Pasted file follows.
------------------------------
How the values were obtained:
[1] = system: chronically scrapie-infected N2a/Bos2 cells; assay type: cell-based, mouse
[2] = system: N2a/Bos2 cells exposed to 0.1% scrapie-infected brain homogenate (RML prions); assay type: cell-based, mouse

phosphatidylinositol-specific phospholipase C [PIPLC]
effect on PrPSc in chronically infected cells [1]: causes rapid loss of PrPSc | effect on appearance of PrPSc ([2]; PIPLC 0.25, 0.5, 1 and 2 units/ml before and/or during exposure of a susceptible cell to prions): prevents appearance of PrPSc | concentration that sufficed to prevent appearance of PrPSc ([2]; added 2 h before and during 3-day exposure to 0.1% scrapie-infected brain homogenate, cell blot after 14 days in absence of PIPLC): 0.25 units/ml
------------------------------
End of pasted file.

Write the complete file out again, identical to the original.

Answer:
How the values were obtained:
[1] = system: chronically scrapie-infected N2a/Bos2 cells; assay type: cell-based, mouse
[2] = system: N2a/Bos2 cells exposed to 0.1% scrapie-infected brain homogenate (RML prions); assay type: cell-based, mouse

phosphatidylinositol-specific phospholipase C [PIPLC]
effect on PrPSc in chronically infected cells [1]: causes rapid loss of PrPSc | effect on appearance of PrPSc ([2]; PIPLC 0.25, 0.5, 1 and 2 units/ml before and/or during exposure of a susceptible cell to prions): prevents appearance of PrPSc | concentration that sufficed to prevent appearance of PrPSc ([2]; added 2 h before and during 3-day exposure to 0.1% scrapie-infected brain homogenate, cell blot after 14 days in absence of PIPLC): 0.25 units/ml